Off the Hill | Dartmouth College | Missed opportunity
Published: Monday, September 9, 2013
Updated: Monday, September 9, 2013 01:09
The first time I came to visit Dartmouth, I asked my tour guide what defined the “Dartmouth undergraduate experience” so highly spoken about in U.S. News & World Report. Without hesitation she answered, “Sophomore summer!” Yet two months into my own sophomore summer, I find myself lacking the same excitement as my first tour guide. Why? Dartmouth has missed the opportunity to make sophomore summer a “defining experience” and has instead allowed it to be just another academic term.
As I was scrolling through the timetable of classes in the summer at the end of spring term, I realized that the courses taught in the summer are not the same courses offered any other term. Rather, the courses offered in the summer are the blandest of all. With some departments only offering introductory courses and maybe one other mid-level class, I find myself wondering, what exactly is the point of taking classes in the summer? Not only is there nothing special about the courses offered, but also a summer term “on” means that Dartmouth students are forced to take another “off.” While I realize the benefit of the D-Plan is being able to intern when other students are not — affording Dartmouth students greater access to more competitive internships — all of Dartmouth’s student body is never on campus at the same time because of the forced off-term. Changing the structure of sophomore summer will make the D-Plan more worthwhile. By taking full advantage of having the entire sophomore class on campus at the same time, Dartmouth can foster an “undergraduate experience” unlike any of its peer institutions, one built on community, camaraderie and collaborative innovation.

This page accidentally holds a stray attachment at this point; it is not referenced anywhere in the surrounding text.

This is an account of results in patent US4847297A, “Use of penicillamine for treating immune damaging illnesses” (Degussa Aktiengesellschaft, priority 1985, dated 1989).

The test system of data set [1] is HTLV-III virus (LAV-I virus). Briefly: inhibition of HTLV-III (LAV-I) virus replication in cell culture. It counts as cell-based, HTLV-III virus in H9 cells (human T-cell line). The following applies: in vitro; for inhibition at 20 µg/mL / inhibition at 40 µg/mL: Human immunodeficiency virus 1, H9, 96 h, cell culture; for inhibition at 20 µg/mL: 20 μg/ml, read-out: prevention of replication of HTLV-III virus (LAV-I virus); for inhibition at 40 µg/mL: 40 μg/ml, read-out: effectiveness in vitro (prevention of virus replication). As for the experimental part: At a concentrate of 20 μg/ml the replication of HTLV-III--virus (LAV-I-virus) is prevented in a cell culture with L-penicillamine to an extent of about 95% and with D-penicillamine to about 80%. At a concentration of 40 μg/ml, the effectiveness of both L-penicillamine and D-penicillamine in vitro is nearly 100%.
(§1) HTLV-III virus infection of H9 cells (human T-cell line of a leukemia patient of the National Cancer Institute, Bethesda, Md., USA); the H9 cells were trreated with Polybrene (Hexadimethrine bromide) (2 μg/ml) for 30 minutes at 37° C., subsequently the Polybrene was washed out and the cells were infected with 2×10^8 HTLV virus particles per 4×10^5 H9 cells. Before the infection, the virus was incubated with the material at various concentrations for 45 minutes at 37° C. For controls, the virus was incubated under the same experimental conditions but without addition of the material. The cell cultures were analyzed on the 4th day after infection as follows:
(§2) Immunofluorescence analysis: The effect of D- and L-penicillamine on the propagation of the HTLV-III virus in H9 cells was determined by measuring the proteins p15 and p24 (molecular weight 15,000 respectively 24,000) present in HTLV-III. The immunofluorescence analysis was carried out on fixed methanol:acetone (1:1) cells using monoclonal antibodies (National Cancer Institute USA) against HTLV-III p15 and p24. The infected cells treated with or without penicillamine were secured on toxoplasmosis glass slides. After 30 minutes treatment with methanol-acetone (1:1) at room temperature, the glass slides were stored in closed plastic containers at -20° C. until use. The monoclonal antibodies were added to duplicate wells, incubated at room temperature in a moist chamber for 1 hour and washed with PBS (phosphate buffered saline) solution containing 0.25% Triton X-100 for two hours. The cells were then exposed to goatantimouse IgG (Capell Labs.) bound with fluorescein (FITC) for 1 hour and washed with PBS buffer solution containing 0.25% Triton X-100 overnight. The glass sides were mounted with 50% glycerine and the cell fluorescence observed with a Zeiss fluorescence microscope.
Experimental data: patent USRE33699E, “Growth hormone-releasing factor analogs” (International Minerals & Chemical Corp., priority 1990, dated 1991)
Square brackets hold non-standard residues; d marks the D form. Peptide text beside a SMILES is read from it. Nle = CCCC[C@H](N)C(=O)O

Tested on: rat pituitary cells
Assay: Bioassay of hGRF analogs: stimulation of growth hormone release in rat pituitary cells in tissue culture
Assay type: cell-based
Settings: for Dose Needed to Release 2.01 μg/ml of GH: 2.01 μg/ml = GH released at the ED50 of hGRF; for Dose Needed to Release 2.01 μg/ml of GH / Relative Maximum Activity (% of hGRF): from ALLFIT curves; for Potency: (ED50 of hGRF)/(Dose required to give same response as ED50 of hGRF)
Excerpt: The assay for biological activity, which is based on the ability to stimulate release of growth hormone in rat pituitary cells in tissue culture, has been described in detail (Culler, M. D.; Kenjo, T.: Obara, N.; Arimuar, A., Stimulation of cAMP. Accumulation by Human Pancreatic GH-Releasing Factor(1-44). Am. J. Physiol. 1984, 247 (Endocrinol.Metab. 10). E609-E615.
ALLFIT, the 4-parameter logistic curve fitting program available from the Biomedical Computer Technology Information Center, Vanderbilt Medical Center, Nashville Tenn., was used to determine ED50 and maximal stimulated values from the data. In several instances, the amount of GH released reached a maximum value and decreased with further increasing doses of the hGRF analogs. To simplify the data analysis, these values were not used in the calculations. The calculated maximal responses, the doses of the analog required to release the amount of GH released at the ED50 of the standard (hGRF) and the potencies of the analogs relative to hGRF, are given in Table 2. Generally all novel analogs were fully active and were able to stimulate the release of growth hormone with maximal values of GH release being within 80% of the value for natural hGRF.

Former President Jim Yong Kim’s frequent allusion to his predecessor, John Sloan Dickey, in each of his major speeches forged Dickey’s words into a motto of Dartmouth in this decade, “Embrace the world’s troubles as your own.” Yet, I fail to understand how Dartmouth as an academic institution has incorporated these rather profound words into its undergraduate studies curriculum. While Dartmouth has funded undergraduate-faculty partnership research in the summer through the James O. Freedman Presidential Scholars program and offered seminars through the “Leading Voices” lecture series, neither grants Dartmouth students the opportunity they need to make the changes they want to see in the world. What if there existed classes and independent research opportunities that afforded Dartmouth students the ability to, for instance, invent something in Thayer, develop an iPhone app in Sudikoff, found a nonprofit in Silsby, tutor and mentor international high school students remotely from Bartlett or design the schematics of a sustainable house in the Black Family Visual Arts Center? Dartmouth needs to find a way to make more of sophomore summer by encouraging innovation, incubating new ideas and, above all, challenging Dartmouth students to find a practical solution to a world’s trouble with the knowledge they have been bequeathed after two years attending the college.
Why has Dartmouth missed this opportunity? Sophomore summer is just about the time when Dartmouth’s undergraduates have gained enough sense of what they’re good at, put enough thought into what they want to do with the rest of their lives and gleaned enough know-how in the classroom to produce projects of significant substance on their own. In addition, it is one of the few times that one’s peers are all in Hanover with limited time commitments due to the lack of full-functioning clubs and athletic teams in the summer. The relaxed atmosphere of June, July and August in Hanover is conducive to producing the change that Dickey encouraged of Dartmouth students and Kim reiterated, yet Dartmouth has failed to provide outlets for this sort of group work and innovation to flower.
Fostering an experience like the one I propose does not have to take place completely outside of the classroom. Perhaps academic departments can also take advantage of smaller classes and the ability for Dartmouth students to handle just a little bit more work, and offer classes on bigger critical issues of practical importance rather than bland introductions. As a start to improving what seems to be a rather lackluster term called “sophomore summer,” Dartmouth should offer seminars within major academic disciplines and require every sophomore to take one as a pass/fail distributive — bringing like-minded individuals together (in groups of any size) and allowing them to together take the reins of their Dartmouth education and apply it to the greater world community. This will make Dartmouth different.